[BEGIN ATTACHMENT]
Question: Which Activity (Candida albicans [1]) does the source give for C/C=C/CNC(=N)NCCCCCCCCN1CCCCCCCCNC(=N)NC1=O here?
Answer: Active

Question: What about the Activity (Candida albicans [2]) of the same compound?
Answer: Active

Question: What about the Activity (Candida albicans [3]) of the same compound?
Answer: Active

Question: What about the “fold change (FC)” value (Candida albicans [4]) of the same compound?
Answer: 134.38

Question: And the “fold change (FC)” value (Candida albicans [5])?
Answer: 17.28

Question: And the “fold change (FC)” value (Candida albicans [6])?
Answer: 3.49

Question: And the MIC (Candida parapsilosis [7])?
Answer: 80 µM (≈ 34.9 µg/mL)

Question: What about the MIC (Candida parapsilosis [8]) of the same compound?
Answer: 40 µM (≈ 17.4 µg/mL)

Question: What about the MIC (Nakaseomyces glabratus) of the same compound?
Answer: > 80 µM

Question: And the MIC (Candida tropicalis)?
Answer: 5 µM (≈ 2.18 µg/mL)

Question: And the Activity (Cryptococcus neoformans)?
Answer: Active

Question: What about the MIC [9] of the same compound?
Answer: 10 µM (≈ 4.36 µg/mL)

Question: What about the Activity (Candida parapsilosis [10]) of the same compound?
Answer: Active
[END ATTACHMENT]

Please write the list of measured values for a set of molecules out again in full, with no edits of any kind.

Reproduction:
Question: Which Activity (Candida albicans [1]) does the source give for C/C=C/CNC(=N)NCCCCCCCCN1CCCCCCCCNC(=N)NC1=O here?
Answer: Active

Question: What about the Activity (Candida albicans [2]) of the same compound?
Answer: Active

Question: What about the Activity (Candida albicans [3]) of the same compound?
Answer: Active

Question: What about the “fold change (FC)” value (Candida albicans [4]) of the same compound?
Answer: 134.38

Question: And the “fold change (FC)” value (Candida albicans [5])?
Answer: 17.28

Question: And the “fold change (FC)” value (Candida albicans [6])?
Answer: 3.49

Question: And the MIC (Candida parapsilosis [7])?
Answer: 80 µM (≈ 34.9 µg/mL)

Question: What about the MIC (Candida parapsilosis [8]) of the same compound?
Answer: 40 µM (≈ 17.4 µg/mL)

Question: What about the MIC (Nakaseomyces glabratus) of the same compound?
Answer: > 80 µM

Question: And the MIC (Candida tropicalis)?
Answer: 5 µM (≈ 2.18 µg/mL)

Question: And the Activity (Cryptococcus neoformans)?
Answer: Active

Question: What about the MIC [9] of the same compound?
Answer: 10 µM (≈ 4.36 µg/mL)

Question: What about the Activity (Candida parapsilosis [10]) of the same compound?
Answer: Active